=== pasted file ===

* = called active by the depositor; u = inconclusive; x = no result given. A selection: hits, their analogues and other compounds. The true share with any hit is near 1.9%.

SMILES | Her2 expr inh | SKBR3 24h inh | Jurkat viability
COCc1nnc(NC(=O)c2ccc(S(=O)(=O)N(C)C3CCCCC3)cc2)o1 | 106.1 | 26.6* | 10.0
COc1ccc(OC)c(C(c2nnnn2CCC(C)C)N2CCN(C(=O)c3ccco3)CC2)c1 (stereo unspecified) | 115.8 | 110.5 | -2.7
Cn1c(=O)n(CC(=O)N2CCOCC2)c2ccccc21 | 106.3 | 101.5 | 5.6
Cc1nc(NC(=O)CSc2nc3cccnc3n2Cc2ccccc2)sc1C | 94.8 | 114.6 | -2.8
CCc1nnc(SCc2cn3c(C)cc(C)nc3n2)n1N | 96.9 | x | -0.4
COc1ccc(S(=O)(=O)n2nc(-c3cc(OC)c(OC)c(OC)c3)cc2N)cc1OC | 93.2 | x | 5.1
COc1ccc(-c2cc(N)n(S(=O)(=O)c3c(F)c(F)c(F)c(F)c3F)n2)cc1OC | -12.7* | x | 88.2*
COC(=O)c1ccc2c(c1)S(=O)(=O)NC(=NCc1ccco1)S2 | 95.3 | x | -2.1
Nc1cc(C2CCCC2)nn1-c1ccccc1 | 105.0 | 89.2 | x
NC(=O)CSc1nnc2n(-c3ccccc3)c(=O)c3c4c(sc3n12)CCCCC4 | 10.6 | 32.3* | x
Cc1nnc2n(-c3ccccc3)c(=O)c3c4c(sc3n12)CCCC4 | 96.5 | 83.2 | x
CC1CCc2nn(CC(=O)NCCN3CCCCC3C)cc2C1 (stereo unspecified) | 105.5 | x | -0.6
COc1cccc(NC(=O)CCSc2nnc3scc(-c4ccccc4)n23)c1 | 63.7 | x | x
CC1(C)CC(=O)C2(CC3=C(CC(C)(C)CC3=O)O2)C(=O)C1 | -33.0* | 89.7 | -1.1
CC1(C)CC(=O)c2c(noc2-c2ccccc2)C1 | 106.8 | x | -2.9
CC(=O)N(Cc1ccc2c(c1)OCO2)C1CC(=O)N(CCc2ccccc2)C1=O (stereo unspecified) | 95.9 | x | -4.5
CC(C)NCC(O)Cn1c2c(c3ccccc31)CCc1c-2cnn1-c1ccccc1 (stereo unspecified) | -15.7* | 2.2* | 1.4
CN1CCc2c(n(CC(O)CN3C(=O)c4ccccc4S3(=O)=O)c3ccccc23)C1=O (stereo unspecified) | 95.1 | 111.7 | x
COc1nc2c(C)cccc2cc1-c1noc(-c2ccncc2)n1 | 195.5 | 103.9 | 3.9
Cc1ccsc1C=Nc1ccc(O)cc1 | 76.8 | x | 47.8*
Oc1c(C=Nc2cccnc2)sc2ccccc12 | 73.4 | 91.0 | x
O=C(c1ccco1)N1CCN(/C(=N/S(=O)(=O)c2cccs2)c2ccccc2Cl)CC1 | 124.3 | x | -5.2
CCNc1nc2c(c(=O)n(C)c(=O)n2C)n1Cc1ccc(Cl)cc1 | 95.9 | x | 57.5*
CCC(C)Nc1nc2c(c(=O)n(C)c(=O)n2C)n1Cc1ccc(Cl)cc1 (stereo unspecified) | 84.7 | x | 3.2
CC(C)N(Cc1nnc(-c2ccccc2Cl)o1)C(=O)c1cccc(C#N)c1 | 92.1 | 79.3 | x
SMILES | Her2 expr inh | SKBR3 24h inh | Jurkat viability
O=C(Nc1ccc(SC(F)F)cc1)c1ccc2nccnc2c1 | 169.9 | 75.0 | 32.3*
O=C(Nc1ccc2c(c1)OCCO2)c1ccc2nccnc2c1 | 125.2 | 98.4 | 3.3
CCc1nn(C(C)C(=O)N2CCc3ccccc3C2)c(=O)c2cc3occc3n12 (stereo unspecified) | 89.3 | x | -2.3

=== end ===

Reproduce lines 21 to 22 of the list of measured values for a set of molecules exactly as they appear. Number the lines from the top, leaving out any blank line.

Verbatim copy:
COc1nc2c(C)cccc2cc1-c1noc(-c2ccncc2)n1 | 195.5 | 103.9 | 3.9
Cc1ccsc1C=Nc1ccc(O)cc1 | 76.8 | x | 47.8*